STEVEN CIOBO: Well hopefully, we are trying to minimize any impact on the tourism industry, on the agriculture sector and the economy overall. That's part of the reason why we've announced $10 million specifically directed towards marketing Australia as a backpacker destination, into our key source markets of backpackers which include the UK, Germany, Italy, for example. So we're putting a lot into this direct marketing. We've reduced or proposing to reduce the tax rate down to 19 cents, so we are making a concerted effort to make sure that we overcome the challenge. But if I could just for one moment, Patricia, reinforce, never forget that this issue was presented to government as a result of an administrative appeals tribunal decision. It wasn't a policy change by government that delivered this up, it actually was a decision of the AAT and we're responding to decisions that were taken in that respect and trying to do so in a fairly quick way, having listened to industry. As I said, this matter could be resolved, but for the fact that the Labor Party is, once again, more interested in playing politics and dragging this out, rather than just having this change put through.

PATRICIA KARVELAS: Just on health, because health was really dominant in question time today, Labor is obviously really making this an issue. The Health Minister Sussan Ley say the Medicare rebate freeze, which has been hugely contentious, effectively stays even though after the election the Prime Minister stood up and said, "Lessons needed to be learnt on Medicare and on health, the public was concerned". Did you just sort of say that and had no plans to actually reform or change any of your health agenda? Clearly, this policy was very unpopular among voters.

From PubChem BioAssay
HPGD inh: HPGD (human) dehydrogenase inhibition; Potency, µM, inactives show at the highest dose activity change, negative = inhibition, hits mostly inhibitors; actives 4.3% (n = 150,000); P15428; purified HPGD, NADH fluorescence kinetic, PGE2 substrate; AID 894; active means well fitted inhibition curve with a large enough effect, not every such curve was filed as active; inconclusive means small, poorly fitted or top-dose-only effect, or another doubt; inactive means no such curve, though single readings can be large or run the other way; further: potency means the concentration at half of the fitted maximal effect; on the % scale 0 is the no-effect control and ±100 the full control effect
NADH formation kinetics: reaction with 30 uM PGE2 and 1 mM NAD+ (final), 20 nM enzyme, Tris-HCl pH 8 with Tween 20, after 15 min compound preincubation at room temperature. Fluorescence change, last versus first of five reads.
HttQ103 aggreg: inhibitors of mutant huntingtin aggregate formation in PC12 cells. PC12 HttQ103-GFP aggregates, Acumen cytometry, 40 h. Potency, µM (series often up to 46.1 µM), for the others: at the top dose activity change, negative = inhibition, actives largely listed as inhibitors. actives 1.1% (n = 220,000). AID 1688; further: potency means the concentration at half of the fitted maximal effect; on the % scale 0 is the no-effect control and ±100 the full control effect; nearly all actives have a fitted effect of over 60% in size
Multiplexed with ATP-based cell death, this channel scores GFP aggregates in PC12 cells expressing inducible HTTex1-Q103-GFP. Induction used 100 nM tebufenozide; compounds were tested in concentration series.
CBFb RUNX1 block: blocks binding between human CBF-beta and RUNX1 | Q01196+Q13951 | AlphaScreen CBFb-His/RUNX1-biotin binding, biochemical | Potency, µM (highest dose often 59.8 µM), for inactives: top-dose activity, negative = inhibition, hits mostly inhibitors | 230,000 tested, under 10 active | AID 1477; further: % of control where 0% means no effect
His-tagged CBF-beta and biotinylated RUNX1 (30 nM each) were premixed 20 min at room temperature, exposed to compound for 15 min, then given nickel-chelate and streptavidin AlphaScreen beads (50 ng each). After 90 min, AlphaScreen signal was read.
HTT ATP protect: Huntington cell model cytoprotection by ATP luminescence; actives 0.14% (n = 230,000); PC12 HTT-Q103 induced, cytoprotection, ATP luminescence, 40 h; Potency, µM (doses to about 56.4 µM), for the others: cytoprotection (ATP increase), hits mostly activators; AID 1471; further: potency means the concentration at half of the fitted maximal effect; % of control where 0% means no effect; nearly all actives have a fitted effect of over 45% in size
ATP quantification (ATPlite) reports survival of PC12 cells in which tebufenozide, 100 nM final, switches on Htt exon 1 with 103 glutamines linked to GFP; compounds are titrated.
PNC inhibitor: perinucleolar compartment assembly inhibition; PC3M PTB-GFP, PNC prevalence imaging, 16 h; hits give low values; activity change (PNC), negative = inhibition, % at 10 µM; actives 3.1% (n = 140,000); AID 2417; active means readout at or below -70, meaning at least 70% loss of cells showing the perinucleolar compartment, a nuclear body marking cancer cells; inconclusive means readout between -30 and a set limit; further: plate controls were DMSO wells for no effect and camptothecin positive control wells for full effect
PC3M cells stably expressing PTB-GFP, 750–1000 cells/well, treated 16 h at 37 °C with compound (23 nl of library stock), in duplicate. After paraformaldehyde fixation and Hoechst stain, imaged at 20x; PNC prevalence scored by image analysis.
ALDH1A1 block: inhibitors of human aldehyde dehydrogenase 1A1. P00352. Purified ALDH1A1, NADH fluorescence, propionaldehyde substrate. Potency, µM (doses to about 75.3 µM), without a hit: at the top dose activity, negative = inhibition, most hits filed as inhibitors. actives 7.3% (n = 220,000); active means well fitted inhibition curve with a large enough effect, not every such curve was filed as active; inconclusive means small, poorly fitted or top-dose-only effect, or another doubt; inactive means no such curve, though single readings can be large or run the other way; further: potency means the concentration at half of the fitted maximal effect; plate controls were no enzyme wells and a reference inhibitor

STEVEN CIOBO: No, I don't agree with the assertion of your questioning at all, Patricia. Frankly, we're still recoiling from the blatant lies that we saw Bill Shorten and the Labor Party execute when they were texting vulnerable people, telling them if they voted for the Coalition...

PATRICIA KARVELAS: If I can just get in here, you can't have it both ways. You go on about that lie and the Mediscare and how upset you are by this, but you also said consistently from the Prime Minister down, that you had to learn lessons, you had to hear the message from voters on health and on Medicare, that people did not trust the Coalition on these issues. So, yeah, you want to point to Labor and the Mediscare campaign but this is a bigger issue, isn't it?

STEVEN CIOBO: Well again, Patricia, you'll understand why I'm just not going to agree with the assertion of your question, that we're saying that people don't trust the Coalition when it comes to health, because I don't agree with that?

PATRICIA KARVELAS: But you've said it before. You've said it before, the Prime Minister said it.

STEVEN CIOBO: No. The comments that were made was that we need to listen to what the Australian public are saying, and we do. That is the job of any responsible government.

PATRICIA KARVELAS: Where's the evidence that you've listened?

STEVEN CIOBO: I'll tell you exactly where the evidence is. If you look at, for example, bulk-billing rates under the Coalition, and if you want to compare track records, an extra 17 million GP services have been bulk-billed under the Coalition last year, compared with Labor. If you look at, for example, the average rate across the country, we see GP bulk-billing now at a historic high of 85.1 per cent under this Government, up from 84.3 per cent in 2014/2015. It also sees an investment from the Coalition of $7.1 billion into general practice. So you know, if you actually look at what's happening with Australia's health sector, you look at one of the most important barometers of that, which is bulk-billing rates, this is a Government which has a strong track record which is improving under this Government’s policies. That's why-